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Going with the Flow: Improving the Health of the Everglades

Posted by Wild Florida on August 27,2014 11:10:AM

Around the turn of the 20th century, many systems were put in place that restricted water flow through the Everglades as a way to free more land for agricultural, commercial, and residential use. While such measures were seen as beneficial at the time, the lack of proper water flow through the region has taken its toll on the Everglades’ delicate ecosystem. Now, researchers and conservationists alike are trying to reverse the mistakes of the past.

The Everglades Restoration Plan, which was introduced in 2000, is the largest restoration project in the world to date. Through a number of interconnected projects, the Restoration Plan intends to restore water flow through the Everglades to its historic levels. While the project has seen a number of setbacks through the near decade and a half it has been in place, researchers see that the health of the region is slowly improving as revealed by yearly reports and studies.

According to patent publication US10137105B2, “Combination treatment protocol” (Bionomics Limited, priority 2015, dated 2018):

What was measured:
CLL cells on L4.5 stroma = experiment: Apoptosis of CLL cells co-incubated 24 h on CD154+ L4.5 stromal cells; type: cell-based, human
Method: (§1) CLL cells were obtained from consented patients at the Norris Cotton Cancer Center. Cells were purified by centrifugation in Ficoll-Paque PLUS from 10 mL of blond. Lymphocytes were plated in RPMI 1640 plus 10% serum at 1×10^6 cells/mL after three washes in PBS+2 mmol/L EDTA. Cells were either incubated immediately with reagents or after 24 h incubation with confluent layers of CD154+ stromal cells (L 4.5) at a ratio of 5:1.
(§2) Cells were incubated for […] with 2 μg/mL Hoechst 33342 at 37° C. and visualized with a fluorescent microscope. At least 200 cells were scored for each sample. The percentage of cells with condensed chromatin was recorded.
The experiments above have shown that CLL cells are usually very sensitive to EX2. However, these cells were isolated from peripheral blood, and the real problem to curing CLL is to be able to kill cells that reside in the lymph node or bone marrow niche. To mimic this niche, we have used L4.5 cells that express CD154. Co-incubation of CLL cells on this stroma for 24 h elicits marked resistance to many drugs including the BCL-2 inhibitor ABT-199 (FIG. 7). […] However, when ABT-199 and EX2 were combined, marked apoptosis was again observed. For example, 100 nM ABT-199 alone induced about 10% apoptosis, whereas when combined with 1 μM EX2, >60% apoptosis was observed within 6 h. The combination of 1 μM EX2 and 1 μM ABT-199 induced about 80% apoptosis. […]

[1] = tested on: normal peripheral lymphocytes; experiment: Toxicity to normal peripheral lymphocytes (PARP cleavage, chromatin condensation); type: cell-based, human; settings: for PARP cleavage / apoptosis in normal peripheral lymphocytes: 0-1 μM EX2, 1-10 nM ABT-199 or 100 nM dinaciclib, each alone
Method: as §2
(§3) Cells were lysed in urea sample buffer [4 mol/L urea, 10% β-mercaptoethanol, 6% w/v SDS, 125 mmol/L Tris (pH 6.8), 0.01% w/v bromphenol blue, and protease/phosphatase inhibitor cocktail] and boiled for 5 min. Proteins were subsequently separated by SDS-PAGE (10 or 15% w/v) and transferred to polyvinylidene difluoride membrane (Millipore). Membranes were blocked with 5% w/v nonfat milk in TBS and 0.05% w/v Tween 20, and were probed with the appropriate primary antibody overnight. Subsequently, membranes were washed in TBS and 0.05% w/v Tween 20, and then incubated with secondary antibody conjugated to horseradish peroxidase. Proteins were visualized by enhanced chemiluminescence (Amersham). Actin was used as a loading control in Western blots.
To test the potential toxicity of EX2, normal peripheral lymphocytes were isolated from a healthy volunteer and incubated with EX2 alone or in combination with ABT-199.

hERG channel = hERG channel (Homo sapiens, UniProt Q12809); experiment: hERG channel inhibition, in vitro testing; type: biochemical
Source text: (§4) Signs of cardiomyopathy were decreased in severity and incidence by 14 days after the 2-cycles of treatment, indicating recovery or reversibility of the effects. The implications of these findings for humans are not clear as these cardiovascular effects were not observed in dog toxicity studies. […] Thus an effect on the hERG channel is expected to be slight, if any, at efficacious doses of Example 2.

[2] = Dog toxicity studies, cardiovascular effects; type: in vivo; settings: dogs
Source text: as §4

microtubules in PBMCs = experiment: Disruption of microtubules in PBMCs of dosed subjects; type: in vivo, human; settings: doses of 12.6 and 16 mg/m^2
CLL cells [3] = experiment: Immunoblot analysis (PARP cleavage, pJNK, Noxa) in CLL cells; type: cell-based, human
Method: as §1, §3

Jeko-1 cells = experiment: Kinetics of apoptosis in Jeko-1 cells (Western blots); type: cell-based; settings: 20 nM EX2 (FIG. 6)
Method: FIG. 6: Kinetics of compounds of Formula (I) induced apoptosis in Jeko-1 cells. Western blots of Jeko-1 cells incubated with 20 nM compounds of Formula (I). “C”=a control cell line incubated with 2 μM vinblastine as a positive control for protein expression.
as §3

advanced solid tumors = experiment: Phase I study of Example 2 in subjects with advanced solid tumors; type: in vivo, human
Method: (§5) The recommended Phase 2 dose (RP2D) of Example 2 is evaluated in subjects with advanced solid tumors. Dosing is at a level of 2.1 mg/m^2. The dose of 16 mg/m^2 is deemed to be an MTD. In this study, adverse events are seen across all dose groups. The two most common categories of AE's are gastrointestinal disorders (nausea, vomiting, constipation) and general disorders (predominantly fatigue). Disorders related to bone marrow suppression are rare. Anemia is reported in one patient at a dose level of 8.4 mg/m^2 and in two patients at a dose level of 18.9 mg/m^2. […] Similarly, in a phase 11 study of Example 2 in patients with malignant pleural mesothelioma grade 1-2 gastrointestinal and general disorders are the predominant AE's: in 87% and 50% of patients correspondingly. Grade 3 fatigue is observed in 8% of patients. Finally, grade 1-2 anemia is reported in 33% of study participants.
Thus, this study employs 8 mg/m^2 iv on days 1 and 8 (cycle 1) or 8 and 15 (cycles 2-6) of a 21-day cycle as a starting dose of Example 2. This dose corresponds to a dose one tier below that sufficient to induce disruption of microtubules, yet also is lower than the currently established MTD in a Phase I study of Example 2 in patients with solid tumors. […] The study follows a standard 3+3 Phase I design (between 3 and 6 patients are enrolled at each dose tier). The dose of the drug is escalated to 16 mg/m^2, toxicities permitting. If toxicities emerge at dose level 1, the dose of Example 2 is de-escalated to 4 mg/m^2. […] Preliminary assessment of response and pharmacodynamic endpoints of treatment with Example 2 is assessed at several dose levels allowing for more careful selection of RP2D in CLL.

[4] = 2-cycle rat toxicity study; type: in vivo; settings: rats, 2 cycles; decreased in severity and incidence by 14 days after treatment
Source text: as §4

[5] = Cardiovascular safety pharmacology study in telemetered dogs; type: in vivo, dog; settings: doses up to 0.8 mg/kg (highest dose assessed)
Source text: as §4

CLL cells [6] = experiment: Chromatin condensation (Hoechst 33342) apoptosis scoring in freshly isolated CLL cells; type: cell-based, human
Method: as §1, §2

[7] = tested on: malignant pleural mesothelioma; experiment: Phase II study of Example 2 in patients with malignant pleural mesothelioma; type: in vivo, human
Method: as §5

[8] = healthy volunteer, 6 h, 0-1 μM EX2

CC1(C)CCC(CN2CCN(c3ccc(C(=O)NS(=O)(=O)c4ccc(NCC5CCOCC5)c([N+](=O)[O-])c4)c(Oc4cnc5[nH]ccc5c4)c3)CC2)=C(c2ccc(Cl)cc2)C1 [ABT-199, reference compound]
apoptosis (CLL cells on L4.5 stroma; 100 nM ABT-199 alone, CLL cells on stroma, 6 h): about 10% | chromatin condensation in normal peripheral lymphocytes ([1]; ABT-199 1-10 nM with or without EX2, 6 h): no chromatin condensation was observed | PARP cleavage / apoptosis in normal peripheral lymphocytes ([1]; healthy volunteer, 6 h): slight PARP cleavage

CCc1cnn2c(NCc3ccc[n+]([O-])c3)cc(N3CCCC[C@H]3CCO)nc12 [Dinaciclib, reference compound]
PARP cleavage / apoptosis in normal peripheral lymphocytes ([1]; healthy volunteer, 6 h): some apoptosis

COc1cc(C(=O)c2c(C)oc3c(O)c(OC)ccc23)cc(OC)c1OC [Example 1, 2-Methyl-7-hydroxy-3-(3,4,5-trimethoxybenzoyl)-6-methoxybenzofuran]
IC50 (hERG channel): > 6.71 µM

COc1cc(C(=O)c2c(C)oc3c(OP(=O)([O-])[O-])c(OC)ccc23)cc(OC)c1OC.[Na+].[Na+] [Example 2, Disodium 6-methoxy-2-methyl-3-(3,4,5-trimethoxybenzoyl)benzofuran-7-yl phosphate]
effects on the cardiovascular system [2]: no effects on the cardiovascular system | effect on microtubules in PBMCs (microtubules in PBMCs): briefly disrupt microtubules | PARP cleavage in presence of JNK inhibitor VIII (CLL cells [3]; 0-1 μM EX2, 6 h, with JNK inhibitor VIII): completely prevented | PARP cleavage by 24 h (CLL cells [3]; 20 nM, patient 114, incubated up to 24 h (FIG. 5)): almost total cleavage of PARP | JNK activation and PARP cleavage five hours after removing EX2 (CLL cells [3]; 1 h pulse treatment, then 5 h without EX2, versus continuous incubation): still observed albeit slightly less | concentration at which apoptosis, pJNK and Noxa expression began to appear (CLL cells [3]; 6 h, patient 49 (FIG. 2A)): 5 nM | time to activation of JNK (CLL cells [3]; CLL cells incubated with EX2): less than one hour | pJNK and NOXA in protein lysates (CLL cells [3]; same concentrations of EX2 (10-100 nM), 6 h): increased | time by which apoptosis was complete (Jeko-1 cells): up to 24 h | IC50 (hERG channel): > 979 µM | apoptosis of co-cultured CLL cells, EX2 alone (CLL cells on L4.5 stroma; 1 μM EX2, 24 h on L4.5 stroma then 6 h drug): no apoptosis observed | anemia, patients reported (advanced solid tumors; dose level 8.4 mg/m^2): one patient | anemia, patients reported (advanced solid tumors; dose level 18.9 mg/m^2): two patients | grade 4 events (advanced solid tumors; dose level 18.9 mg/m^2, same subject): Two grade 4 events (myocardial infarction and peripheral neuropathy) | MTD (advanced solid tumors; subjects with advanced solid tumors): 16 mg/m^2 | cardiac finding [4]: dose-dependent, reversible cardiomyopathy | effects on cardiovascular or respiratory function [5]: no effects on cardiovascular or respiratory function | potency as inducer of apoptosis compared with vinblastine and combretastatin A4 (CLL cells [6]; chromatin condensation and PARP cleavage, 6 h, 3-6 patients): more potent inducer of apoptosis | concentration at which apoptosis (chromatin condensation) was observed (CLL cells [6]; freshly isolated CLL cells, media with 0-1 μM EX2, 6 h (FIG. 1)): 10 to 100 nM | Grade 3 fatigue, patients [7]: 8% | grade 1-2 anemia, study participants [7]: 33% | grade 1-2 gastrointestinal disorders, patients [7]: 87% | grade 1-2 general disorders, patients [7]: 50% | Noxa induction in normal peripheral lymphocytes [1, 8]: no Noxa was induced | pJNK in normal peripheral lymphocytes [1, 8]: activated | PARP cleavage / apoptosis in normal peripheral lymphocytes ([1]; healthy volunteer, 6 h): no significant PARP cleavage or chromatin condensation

The health of each species in the Everglades can directly affect the health of many others. For example, as the number of apple snails in the region took a sharp decline with lower water levels and less flow presence, the population of native snail kites took a hit, as well. Now that water levels have begun to return to their previous status, however, researchers have seen an increase in both populations and better health for the region overall. Biological experts continue to monitor the health of several key species throughout the Everglades to determine the effectiveness of the Restoration Plan and to adjust it accordingly.

On an airboat ride with Wild Florida, you’ll get a firsthand look at the waters of the Everglades and come to understand how important water is for the whole region. Share your love of Florida’s wildlife with friends and family and bring them along when you book your trip! For more information, call Wild Florida at (866) 759-4244 today.